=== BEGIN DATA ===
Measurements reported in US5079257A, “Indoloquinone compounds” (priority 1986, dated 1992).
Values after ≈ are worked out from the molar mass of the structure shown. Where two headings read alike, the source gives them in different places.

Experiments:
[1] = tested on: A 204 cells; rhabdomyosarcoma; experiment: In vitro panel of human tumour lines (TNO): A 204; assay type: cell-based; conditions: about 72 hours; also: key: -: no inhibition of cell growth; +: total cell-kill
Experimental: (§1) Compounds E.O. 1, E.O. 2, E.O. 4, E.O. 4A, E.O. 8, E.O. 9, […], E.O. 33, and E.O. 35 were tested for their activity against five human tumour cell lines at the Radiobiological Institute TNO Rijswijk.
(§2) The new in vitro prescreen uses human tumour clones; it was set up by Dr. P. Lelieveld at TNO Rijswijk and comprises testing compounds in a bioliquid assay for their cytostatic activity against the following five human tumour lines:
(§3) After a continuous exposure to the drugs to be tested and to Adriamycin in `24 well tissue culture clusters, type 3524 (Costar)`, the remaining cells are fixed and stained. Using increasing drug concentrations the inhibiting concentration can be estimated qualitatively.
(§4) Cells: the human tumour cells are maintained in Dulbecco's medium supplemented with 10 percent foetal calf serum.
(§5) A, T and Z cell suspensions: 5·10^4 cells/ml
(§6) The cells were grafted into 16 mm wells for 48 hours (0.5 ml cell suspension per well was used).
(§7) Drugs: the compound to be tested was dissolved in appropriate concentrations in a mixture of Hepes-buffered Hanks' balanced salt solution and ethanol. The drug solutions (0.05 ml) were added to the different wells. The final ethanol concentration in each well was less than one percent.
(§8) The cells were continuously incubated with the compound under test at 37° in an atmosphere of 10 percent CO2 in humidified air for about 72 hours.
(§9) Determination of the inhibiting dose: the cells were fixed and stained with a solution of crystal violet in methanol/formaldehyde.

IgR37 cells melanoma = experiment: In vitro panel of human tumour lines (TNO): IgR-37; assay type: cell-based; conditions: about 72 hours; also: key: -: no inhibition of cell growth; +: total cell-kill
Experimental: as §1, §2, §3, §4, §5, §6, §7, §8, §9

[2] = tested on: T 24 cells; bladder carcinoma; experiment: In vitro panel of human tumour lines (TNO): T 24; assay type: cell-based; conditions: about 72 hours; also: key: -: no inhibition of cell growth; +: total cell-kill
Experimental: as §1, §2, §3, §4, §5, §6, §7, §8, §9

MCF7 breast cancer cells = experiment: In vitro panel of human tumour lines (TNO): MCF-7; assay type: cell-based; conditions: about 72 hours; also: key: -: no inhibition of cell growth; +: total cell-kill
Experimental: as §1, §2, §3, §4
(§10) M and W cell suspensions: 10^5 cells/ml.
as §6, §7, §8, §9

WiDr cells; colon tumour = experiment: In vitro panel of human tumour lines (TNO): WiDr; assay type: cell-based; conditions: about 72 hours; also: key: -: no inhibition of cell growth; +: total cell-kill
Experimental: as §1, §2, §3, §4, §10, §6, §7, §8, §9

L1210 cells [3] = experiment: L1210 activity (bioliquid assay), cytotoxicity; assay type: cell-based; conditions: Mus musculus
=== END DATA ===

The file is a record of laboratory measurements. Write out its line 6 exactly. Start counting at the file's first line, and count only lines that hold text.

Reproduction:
(§2) The new in vitro prescreen uses human tumour clones; it was set up by Dr. P. Lelieveld at TNO Rijswijk and comprises testing compounds in a bioliquid assay for their cytostatic activity against the following five human tumour lines: